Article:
Malala Announced That She Plans To Become Prime Minister Of Pakistan
Malala Yousufzai is a remarkable young woman who has made headlines and is known globally for the brave work she does in Pakistan, her home country. Her fight for the right for everyone to have a proper education, especially women, has put her life at risk many times and she even survived an assassination attempt where she was shot in the head.
When she was just 17, she won the Nobel Peace Prize and her book, I Am Malala, is a national bestseller. Now, at the age of 19, she is still working harder than ever to improve education in both Pakistan and other countries worldwide. One of her most recent moves was opening a school for refugee girls aged 14-18 in Lebanon, on the border of Syria.
At a conference this month in the United Arab Emirates, Malala announced that she intends to one day be the prime minister of Pakistan. She said that when she grew up, women were really only allowed to be doctors, teachers, and housewives. However, her education and activism has helped her see the world and her place in it different.
“When I saw women role models, it broadened my vision. I saw Benazir Bhutto as a woman leader [who was] twice the prime minister of Pakistan. I heard about women athletes, women astronauts, women artists, women entrepreneurs … It allowed me to recognize the potential that I had, and that I can have as a woman, to achieve anything in my life,” she said. “My dream changed from becoming a doctor to becoming the prime minister of Pakistan.”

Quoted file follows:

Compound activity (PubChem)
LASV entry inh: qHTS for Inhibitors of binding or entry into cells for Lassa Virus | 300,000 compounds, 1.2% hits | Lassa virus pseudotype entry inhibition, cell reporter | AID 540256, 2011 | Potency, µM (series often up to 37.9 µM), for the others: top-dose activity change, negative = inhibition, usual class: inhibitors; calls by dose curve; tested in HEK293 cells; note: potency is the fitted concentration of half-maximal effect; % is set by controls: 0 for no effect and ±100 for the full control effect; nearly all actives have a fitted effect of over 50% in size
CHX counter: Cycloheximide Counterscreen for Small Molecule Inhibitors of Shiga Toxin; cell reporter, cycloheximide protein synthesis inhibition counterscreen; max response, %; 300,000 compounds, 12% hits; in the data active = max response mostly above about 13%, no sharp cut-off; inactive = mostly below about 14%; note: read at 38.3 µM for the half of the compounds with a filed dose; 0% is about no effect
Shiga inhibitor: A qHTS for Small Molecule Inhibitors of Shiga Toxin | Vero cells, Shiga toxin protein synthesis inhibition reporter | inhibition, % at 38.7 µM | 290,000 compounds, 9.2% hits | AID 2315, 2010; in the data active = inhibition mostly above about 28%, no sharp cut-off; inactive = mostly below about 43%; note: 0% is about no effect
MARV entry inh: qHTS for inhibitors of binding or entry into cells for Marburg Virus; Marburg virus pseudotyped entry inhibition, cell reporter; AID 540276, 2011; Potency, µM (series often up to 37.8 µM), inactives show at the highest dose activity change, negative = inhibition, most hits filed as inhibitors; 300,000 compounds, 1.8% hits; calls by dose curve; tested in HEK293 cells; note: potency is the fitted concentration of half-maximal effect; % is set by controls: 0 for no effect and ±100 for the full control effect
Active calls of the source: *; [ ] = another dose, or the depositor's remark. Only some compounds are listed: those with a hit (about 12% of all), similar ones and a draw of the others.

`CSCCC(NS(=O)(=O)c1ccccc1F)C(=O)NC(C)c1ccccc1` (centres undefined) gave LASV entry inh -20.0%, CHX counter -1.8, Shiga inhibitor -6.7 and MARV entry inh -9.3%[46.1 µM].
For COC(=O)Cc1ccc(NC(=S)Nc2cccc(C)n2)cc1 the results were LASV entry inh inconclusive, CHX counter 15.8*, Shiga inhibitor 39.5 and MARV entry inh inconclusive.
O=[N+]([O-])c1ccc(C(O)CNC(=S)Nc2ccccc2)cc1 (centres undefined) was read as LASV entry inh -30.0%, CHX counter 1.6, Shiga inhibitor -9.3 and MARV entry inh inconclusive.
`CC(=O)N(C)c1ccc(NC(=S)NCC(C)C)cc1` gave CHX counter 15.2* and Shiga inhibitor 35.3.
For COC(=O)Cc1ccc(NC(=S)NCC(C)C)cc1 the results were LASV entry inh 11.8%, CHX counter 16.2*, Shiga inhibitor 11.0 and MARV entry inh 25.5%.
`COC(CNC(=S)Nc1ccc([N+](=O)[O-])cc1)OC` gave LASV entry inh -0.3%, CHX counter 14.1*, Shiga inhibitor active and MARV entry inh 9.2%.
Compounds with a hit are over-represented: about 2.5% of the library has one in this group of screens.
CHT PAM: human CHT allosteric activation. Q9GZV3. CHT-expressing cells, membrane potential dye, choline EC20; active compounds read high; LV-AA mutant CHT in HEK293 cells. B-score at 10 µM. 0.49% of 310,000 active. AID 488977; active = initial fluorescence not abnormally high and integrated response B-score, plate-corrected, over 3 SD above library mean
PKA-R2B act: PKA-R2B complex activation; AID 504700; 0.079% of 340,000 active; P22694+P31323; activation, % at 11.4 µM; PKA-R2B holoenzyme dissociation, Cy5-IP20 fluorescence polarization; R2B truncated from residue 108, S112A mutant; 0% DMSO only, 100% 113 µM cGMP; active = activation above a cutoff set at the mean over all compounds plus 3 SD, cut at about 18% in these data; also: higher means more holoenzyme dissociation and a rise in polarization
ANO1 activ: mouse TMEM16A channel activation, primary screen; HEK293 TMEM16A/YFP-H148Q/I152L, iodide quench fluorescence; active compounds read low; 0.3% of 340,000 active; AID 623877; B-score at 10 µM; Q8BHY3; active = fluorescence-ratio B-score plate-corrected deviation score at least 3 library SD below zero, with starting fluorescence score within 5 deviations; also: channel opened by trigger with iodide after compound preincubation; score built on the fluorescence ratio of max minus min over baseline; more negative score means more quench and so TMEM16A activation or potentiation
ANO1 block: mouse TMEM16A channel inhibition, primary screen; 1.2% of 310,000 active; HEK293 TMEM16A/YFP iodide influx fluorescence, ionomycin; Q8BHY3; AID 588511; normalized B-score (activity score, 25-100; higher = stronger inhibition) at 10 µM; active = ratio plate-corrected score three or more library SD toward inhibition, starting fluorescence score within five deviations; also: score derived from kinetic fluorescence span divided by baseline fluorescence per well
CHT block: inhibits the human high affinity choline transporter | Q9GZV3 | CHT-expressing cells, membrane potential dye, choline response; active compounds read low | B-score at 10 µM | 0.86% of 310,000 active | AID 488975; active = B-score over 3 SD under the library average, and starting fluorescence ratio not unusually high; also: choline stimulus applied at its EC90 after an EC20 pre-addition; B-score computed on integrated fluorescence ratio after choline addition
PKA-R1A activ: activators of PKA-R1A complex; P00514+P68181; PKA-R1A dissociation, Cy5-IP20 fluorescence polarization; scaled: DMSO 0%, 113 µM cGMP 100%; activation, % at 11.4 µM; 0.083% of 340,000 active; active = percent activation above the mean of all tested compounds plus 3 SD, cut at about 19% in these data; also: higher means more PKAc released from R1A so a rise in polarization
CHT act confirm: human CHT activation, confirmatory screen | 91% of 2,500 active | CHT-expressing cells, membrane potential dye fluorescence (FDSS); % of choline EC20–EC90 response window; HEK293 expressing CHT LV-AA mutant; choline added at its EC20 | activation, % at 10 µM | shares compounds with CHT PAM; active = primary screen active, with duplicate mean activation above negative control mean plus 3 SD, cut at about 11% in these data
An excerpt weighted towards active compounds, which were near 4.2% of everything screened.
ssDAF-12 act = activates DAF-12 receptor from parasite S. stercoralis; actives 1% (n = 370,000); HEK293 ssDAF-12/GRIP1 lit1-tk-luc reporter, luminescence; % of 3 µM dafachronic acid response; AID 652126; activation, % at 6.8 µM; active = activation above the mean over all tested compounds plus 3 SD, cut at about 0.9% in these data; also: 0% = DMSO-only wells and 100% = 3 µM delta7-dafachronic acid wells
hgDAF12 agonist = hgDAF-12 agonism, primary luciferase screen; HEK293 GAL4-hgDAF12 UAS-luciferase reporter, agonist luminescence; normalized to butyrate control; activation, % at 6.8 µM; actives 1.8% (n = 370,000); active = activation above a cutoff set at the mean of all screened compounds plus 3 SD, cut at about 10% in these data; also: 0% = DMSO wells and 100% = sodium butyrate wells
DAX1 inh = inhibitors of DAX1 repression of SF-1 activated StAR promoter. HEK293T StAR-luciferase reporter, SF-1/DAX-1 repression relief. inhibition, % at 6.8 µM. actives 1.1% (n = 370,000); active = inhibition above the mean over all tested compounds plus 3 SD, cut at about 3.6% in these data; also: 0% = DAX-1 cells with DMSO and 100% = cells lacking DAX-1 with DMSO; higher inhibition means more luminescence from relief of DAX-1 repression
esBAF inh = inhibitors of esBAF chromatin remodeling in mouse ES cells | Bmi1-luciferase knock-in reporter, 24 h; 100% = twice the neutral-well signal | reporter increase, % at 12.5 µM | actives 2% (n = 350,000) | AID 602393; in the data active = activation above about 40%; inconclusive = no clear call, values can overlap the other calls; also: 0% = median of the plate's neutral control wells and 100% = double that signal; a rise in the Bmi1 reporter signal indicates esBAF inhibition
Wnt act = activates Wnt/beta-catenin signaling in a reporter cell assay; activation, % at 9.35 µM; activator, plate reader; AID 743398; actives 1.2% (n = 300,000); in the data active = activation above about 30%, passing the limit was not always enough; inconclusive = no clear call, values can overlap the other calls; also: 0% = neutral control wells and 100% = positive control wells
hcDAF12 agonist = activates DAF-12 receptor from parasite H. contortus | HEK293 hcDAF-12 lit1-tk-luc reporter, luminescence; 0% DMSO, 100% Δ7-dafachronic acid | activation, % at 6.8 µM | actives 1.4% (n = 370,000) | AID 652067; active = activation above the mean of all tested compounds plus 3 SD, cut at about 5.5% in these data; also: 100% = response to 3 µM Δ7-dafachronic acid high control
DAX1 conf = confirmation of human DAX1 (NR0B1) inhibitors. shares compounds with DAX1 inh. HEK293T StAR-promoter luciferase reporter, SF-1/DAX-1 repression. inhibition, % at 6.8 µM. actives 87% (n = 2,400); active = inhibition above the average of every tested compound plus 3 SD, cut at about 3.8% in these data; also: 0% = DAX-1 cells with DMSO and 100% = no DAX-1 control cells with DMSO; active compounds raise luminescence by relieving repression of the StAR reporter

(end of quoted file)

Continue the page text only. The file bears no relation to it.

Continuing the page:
It may seem prestigious to be a doctor as a female in Pakistan, which it certainly is, the job does come with strings attached. Though the huge majority of medical students are female, only 23 percent of registered doctors are women. This is because being a doctor or even in medical school is a big selling point for marriage proposals, so the majority of women wind up getting married and not working as doctors. The ratio of medical students and their propensity for excelling more than their male counterparts is likely culturally-driven as well. One fifth-year medical student gave his opinion on the issue:
“Boys go out, hang out with their friends,” he said. “Girls can’t go out as much, so they stay at home and rote-learn.”
Malala can truly do anything she sets her mind to, whether it be going to medical school, becoming prime minister, or continuing with her activist efforts. This young woman has so far stunned the world into listening what she has to say as she raises awareness about what a lack of education can do to women in hers and other countries. Education for girls is necessary to improve the world and the quality of life for people everywhere, and Malala will not rest until significant changes are made to include girls in school.
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Reprinted with permission from True Activist